Something of a first world problem admittedly, but it’s recently come to the attention of the various frequent flyer circles that BA’s “flagship” lounges at it’s Heathrow hub, the T5 Concorde Room and First Class Lounge recently only scored 2 (out of 5) on a recent food hygiene inspection.
The low score places this “exclusive” venue (to paraphrase BA), reserved specifically for it’s “top customers”, into the bottom 10% of food service premises in the UK. This is something of a last straw for BA’s loyal frequent flyers who have already been upset by a perceived reduction in the quality and service offered by the lounges since the contract for running the food service operation at all BA’s UK lounges were switched to a new operator earlier this year.
There have been complaints of less choice, simple service failures such as grubby cups, glasses and plates put out for customers to use, and used, dirty pots not being regularly cleared away, food not being cooked through properly, and a previously reasonable hot buffet being replaced with troughs of stodgy “gloop” – unpleasant wet food.
Thanks to a Freedom of Information request, the local authority responsible for the inspection, Hillingdon Council, have made the full contents of the report available, highlighting a catalogue of basic food safety disasters:
- Out-of-date food in the kitchens
- Multiple food preparation areas being sufficiently dirty to be in need of immediate cleaning
- “High-risk” food such as prepared sandwiches and cooked meats being insufficiently chilled
- Hot buffet food being kept at a sufficiently low temperature to increase risk
- Cross-contamination between raw and cooked food
- Kitchen maintenance problems such as holes in the walls and floor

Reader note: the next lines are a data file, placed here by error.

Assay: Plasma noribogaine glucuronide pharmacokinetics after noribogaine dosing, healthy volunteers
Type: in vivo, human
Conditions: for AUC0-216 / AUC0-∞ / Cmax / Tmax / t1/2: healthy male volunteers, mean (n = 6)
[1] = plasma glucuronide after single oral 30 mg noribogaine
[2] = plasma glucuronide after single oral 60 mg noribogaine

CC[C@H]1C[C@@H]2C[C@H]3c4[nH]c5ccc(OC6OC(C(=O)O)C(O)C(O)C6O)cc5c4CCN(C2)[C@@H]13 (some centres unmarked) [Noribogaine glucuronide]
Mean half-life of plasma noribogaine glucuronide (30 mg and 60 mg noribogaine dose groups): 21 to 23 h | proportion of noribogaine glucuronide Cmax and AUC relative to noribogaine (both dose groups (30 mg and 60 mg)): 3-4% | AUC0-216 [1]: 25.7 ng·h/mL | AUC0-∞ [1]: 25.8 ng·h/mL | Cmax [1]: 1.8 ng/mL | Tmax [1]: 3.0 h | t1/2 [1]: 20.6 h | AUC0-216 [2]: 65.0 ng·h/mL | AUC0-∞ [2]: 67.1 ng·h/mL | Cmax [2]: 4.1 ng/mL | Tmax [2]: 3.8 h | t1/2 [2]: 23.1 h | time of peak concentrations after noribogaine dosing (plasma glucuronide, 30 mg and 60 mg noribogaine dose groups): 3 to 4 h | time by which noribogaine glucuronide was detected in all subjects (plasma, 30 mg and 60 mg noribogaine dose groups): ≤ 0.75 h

- Inadequate documentation of staff training
BA have so far been tight-lipped on the matter, anecdotal reports suggesting that senior BA figures consider this just to be some “noisy people on the Internet” which probably highlights that they don’t get it and have their head firmly in the sand. Does this indicate a level of disrespect within BA for it’s customers?
To their credit BaxterStorey meanwhile have issued a statement which, while conciliatory in tone and recognises the failings to some extent, largely seems to fob the problem off on needing to “refurbish” the kitchen.
This really isn’t a brilliant response. Remember, we’re talking about BA’s flagship lounge at it’s flagship airport.
In terms of apologising, what should BA do?
One of the questions among the frequent flyer community has been over BA’s handling of this. While BA’s sub-contractor has decided to issue a statement, there’s been nothing from BA to the most regular lounge guests, it’s frequent flyers.
It’s my opinion that there’s only one way BA can approach this:
with openness, transparency, responsibility and accountability
I know that’s probably a tough ask of a large multi-national corporation with a slick PR machine which is used to deny accountability for everything from delays to lost luggage.
You may ask why the frequent flyers care so much about getting a response from BA, or why BA should care so much to communicate in an frank and honest way with it’s customers?
The frequent flyers care about getting a spin-free honest reply, because they have made a financial and emotional investment in BA. To earn the magic Silver and Gold cards to get them in the privacy of the Galleries lounges, they have spent a lot of money and time with the airline.
They’ve been good, regular customers, demonstrated loyalty to BA, and so have a built an expectation of being dealt with respectfully and fairly in return. That trust has been betrayed by BA and BaxterStorey.
To feed them spin is likely to just increase the levels of angst and venom. The frequent flyers are actively looking for a reason to forgive.
The more honest and fair BA are with their response the more likely they are to be forgiven by it’s community of regular passengers.
See this as an opportunity to set themselves apart from their competitors. It’s not a disaster that must be avoided. Approach it head on.
You’ve been let down, we failed to meet your expectations. We’ve let our supplier take their eye off the ball. We’re sorry. You deserve better. We’ll do better. Here’s how…
Be honest about the mistakes that led to this, and what’s going to happen to make it better.
Most importantly, mean it then do it.